"I have decided to submit my resignation to His Majesty the King, with effect from today," Thapa said on Friday. 

"I hope my resignation will pave the way for building a national consensus and help establish lasting peace in the country." 

Thapa's resignation came a day after a key meeting with international donors who pressed for democratic reforms and urged an end to a Maoist revolt in the aid-dependent country that has claimed over 9000 lives. 

Political turmoil

Nepal has been in political turmoil since King Gyanendra fired the elected government in 2002, replaced it with a royalist administration and indefinitely postponed elections.

"I hope my resignation will pave the way for building a national consensus and help establish lasting peace in the country"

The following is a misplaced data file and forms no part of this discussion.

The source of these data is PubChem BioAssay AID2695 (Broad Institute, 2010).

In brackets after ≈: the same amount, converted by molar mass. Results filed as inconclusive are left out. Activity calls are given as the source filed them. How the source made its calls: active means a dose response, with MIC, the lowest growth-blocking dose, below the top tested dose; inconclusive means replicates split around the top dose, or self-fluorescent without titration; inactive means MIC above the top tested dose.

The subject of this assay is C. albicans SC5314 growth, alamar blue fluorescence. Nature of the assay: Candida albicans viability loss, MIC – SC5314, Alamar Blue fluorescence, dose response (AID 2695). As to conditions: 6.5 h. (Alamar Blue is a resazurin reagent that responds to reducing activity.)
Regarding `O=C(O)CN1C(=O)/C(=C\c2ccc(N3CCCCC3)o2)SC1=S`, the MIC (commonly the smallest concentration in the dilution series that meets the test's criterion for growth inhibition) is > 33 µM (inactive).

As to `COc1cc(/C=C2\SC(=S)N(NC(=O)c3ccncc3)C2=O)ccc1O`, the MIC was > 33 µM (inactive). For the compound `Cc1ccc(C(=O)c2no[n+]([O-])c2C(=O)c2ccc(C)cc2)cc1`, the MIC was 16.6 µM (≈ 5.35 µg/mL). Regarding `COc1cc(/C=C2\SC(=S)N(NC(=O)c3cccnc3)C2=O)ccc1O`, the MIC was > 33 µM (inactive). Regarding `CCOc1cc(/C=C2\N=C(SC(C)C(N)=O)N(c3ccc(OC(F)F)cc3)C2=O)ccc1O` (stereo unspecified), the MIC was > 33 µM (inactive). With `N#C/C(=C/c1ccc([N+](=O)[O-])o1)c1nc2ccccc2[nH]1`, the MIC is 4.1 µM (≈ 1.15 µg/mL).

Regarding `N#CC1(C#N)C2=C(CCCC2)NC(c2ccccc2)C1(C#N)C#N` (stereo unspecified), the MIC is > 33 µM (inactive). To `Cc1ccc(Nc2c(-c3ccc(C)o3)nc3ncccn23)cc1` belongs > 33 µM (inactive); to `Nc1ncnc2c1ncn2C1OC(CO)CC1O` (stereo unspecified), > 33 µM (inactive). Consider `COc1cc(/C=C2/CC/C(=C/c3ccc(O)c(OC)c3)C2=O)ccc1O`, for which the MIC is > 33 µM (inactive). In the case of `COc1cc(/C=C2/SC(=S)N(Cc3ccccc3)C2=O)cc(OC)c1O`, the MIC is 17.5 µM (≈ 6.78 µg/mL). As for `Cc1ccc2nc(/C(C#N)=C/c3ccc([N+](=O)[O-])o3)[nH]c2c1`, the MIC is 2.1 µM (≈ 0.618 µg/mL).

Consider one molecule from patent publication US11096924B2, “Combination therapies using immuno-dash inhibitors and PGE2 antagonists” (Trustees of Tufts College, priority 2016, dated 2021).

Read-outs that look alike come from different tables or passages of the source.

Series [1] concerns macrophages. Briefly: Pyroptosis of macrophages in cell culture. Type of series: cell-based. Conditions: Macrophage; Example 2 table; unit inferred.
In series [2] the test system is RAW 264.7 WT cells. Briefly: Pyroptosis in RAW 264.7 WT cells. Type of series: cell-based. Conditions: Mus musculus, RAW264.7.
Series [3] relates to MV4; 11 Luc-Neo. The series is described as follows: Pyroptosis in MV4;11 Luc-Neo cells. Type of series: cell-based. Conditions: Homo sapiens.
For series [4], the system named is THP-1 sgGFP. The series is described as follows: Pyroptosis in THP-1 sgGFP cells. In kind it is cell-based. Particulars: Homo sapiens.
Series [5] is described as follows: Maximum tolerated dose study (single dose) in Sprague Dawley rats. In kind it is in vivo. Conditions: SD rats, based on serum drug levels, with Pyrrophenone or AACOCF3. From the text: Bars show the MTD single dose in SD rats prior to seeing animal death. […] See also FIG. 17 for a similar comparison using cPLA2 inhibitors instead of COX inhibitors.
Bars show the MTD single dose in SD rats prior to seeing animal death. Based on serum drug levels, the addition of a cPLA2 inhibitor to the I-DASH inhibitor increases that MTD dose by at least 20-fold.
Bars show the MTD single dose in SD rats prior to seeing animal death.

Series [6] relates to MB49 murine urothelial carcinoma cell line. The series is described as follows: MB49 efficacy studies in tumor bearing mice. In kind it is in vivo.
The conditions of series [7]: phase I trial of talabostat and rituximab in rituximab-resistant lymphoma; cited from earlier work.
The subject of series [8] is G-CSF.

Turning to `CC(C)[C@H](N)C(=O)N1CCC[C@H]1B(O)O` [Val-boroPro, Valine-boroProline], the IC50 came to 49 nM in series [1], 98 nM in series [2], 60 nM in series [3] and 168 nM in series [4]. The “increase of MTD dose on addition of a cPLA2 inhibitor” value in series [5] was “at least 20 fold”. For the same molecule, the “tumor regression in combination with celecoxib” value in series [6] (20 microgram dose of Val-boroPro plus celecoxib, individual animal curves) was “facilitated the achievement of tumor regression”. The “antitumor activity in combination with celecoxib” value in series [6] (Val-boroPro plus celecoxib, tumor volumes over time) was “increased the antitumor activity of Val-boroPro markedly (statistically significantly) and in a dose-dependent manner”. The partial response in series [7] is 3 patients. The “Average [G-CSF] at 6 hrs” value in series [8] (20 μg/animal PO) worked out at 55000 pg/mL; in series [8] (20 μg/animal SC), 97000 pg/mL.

Surya Bahadur Thapa,
Nepal's royalist Prime Minister

Opposition groups mounted daily street protests demanding the king sack Thapa and restore multi-party democracy, and his departure could pave the way for fresh talks between the king and the opposition. 

But much will depend on who the king chooses to replace the 76-year-old Thapa, who was appointed last June. 

Maoist rebels have been fighting a bloody revolt since 1996 to replace the monarchy with a communist republic. 

Gyanendra said in March he aimed to hold fresh elections by
April 2005 but analysts said a free vote was not possible without peace with the rebels, who walked out of talks last August.